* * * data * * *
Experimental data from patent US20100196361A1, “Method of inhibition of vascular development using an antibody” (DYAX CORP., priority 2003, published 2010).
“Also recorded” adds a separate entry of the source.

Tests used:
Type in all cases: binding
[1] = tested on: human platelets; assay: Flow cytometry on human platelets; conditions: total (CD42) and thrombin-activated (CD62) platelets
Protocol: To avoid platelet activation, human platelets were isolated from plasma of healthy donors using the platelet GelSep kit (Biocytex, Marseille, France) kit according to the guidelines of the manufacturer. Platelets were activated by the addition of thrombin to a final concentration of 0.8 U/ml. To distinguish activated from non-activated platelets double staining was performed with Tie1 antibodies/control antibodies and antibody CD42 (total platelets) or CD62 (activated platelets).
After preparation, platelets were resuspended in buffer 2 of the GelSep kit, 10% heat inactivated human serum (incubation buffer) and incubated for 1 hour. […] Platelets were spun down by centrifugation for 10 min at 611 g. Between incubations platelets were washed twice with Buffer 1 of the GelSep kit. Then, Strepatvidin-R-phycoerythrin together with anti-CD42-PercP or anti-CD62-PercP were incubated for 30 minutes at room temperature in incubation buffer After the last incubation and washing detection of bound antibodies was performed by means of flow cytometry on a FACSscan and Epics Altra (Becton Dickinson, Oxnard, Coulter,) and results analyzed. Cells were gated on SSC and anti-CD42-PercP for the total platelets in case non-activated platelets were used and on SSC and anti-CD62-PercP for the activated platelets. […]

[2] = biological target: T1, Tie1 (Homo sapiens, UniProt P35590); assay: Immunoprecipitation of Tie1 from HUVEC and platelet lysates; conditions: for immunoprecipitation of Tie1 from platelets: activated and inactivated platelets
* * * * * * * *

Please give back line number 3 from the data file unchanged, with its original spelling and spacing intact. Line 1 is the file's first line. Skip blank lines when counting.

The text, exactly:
Tests used: